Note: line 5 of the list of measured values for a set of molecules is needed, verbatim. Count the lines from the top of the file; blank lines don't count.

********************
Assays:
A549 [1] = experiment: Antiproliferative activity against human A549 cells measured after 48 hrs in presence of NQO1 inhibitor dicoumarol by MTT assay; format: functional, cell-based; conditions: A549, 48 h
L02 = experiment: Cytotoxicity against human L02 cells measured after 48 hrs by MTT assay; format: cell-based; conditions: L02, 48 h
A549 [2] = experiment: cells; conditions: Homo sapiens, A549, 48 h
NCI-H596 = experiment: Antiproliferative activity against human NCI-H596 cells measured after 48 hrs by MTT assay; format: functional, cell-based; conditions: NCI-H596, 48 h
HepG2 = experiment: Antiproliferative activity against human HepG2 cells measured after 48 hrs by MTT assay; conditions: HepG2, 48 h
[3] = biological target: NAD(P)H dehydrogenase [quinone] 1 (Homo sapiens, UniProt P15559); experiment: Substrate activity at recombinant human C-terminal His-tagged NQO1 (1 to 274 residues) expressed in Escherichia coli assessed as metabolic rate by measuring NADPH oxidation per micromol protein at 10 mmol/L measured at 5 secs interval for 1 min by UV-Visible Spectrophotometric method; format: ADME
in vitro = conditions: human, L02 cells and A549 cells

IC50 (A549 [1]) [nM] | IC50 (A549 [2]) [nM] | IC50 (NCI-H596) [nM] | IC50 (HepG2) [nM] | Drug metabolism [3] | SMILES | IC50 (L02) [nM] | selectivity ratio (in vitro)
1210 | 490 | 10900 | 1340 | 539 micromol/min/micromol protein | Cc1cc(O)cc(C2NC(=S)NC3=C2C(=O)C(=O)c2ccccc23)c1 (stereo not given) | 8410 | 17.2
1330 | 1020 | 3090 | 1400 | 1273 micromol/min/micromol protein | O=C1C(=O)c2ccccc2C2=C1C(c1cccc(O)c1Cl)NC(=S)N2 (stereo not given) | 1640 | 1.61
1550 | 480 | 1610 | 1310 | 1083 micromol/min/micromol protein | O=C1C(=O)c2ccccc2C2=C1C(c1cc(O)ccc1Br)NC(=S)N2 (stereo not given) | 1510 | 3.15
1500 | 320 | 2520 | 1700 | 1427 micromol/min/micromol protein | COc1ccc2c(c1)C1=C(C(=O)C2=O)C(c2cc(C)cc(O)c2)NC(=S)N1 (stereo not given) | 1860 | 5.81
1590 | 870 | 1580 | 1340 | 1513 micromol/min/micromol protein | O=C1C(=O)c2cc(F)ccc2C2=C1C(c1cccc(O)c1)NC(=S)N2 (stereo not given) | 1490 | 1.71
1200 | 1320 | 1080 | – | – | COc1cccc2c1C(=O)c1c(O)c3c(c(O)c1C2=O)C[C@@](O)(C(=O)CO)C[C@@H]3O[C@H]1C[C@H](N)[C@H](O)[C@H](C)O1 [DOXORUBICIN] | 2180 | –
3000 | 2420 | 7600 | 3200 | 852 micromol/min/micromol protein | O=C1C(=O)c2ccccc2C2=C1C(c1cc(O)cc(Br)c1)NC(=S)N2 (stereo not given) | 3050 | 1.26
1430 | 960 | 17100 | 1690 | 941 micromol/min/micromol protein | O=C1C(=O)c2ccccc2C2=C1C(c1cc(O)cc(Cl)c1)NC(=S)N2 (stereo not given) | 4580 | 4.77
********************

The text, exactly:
NCI-H596 = experiment: Antiproliferative activity against human NCI-H596 cells measured after 48 hrs by MTT assay; format: functional, cell-based; conditions: NCI-H596, 48 h